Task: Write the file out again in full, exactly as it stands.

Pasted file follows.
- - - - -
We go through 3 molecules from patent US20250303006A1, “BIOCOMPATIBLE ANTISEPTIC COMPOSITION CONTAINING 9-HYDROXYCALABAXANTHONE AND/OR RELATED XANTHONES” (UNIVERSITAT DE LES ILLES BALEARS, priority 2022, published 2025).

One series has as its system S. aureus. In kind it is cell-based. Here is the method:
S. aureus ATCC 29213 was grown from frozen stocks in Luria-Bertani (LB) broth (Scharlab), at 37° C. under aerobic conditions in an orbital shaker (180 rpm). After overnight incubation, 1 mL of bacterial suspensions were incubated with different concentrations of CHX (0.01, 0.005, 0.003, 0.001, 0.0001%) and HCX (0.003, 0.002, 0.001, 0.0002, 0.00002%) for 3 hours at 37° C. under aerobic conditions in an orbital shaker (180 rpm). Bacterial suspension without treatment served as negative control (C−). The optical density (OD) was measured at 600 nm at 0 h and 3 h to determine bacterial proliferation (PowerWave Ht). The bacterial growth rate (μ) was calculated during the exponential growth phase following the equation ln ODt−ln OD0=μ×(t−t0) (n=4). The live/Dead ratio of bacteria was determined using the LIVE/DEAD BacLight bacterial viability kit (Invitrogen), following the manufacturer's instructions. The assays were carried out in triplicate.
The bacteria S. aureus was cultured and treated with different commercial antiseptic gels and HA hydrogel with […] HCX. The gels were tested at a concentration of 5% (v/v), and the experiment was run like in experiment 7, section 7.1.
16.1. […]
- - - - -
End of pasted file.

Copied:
We go through 3 molecules from patent US20250303006A1, “BIOCOMPATIBLE ANTISEPTIC COMPOSITION CONTAINING 9-HYDROXYCALABAXANTHONE AND/OR RELATED XANTHONES” (UNIVERSITAT DE LES ILLES BALEARS, priority 2022, published 2025).

One series has as its system S. aureus. In kind it is cell-based. Here is the method:
S. aureus ATCC 29213 was grown from frozen stocks in Luria-Bertani (LB) broth (Scharlab), at 37° C. under aerobic conditions in an orbital shaker (180 rpm). After overnight incubation, 1 mL of bacterial suspensions were incubated with different concentrations of CHX (0.01, 0.005, 0.003, 0.001, 0.0001%) and HCX (0.003, 0.002, 0.001, 0.0002, 0.00002%) for 3 hours at 37° C. under aerobic conditions in an orbital shaker (180 rpm). Bacterial suspension without treatment served as negative control (C−). The optical density (OD) was measured at 600 nm at 0 h and 3 h to determine bacterial proliferation (PowerWave Ht). The bacterial growth rate (μ) was calculated during the exponential growth phase following the equation ln ODt−ln OD0=μ×(t−t0) (n=4). The live/Dead ratio of bacteria was determined using the LIVE/DEAD BacLight bacterial viability kit (Invitrogen), following the manufacturer's instructions. The assays were carried out in triplicate.
The bacteria S. aureus was cultured and treated with different commercial antiseptic gels and HA hydrogel with […] HCX. The gels were tested at a concentration of 5% (v/v), and the experiment was run like in experiment 7, section 7.1.
16.1. […]